FDA Expands Use of Crizotinib in Advanced NSCLC
New indication concerns treatment of patients with ROS-1 positive NSCLC
On 11 March, 2016 the US Food and Drug Administration (FDA) approved crizotinib (Xalkori) to treat patients with advanced (metastatic) non-small cell lung cancer (NSCLC) whose tumours have a ROS-1 gene abnormality. Crizotinib is the first and only FDA approved treatment for patients with ROS-1 positive NSCLC.
ROS-1 gene abnormalities, thought to lead to abnormal cells, have been identified in various cancers, including NSCLC. ROS-1 gene alterations are present in approximately 1% of patients with NSCLC. The overall patient and disease characteristics of NSCLC with ROS-1 gene abnormalities appear similar to NSCLC with anaplastic lymphoma kinase (ALK) gene alterations, for which crizotinib use was previously approved. Crizotinib was approved to treat certain patients with late-stage NSCLC that expresses an abnormal ALK gene in 2011.
Dr Richard Pazdur, director of the Office of Hematology and Oncology Products in the FDA’s Center for Drug Evaluation and Research said: “The expanded use of Xalkori will provide a valuable treatment option for patients with the rare and difficult to treat ROS-1 gene mutation by giving health care practitioners a more personalized way of targeting ROS-1 positive NSCLC.”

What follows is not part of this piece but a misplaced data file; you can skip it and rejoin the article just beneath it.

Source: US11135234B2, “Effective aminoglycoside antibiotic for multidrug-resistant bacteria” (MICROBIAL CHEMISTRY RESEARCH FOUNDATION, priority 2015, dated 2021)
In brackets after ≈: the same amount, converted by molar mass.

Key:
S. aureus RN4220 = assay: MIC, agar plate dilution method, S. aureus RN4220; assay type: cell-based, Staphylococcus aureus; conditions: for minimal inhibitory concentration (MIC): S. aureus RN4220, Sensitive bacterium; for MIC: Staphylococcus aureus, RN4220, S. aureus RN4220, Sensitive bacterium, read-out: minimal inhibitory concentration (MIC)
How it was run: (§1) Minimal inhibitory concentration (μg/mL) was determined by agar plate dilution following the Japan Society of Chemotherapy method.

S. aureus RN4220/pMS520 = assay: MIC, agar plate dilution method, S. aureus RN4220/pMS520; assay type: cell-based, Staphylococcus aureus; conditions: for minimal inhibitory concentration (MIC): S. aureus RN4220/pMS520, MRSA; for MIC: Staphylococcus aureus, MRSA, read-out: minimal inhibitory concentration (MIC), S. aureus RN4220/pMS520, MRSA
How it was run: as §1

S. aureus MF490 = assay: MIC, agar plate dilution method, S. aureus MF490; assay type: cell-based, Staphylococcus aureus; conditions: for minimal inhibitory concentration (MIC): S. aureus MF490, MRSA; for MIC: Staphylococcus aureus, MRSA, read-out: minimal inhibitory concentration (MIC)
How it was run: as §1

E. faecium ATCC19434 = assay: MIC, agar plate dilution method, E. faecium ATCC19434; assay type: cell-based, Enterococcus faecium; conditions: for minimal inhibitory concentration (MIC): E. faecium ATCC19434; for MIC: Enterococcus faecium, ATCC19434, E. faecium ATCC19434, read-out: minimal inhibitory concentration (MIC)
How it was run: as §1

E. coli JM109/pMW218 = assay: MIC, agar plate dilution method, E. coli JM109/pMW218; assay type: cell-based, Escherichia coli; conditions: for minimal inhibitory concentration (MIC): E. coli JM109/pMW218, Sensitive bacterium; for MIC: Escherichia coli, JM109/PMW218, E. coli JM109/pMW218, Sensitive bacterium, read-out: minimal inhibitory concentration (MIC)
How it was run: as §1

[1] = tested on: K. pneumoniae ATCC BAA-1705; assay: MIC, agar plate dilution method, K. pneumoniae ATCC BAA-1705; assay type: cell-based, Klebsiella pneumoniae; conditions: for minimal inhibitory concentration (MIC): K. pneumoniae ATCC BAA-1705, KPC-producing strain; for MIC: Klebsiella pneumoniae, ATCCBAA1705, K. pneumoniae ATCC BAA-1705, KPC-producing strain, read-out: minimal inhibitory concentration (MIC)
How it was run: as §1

Crizotinib is an oral medication that blocks the activity of the ROS-1 protein in tumours that have ROS-1 gene alterations. This effect on ROS-1 may prevent NSCLC from growing and spreading.
The safety and efficacy of crizotiib for the treatment of patients with ROS-1 positive tumours were evaluated in a multi-center, single-arm study of 50 patients with ROS-1 positive metastatic NSCLC. Patients received crizotinib twice daily to measure the overall response rate. Results showed 66% of participants experienced a complete or partial shrinkage of their NSCLC tumours, an effect that lasted a median of 18.3 months.
The safety results of this study were generally consistent with the safety profile of crizotinib evaluated in 1,669 patients with ALK-positive metastatic NSCLC.
The most common side effects of crizotinib are vision disorders, nausea, diarrhoea, vomiting, oedema, constipation, elevated transaminases, fatigue, decreased appetite, upper respiratory infection, and dizziness and neuropathy. Crizotinib may cause serious side effects, including liver problems, life-threatening or fatal inflammation of the lungs, arrhythmia and partial or complete loss of vision in one or both eyes.
The FDA granted the crizotinib expanded use application breakthrough therapy designation and priority review status. These are distinct programmes intended to facilitate and expedite the development and review of certain new drugs in light of their potential to benefit patients with serious or life-threatening conditions. Crizotinib also received orphan drug designation, which provides incentives such as tax credits, user fee waivers and eligibility for exclusivity to assist and encourage the development of drugs for rare diseases.
The recommended dose for crizotinib is 250 mg taken orally twice daily.
Xalkori is marketed by Pfizer, based in New York, New York.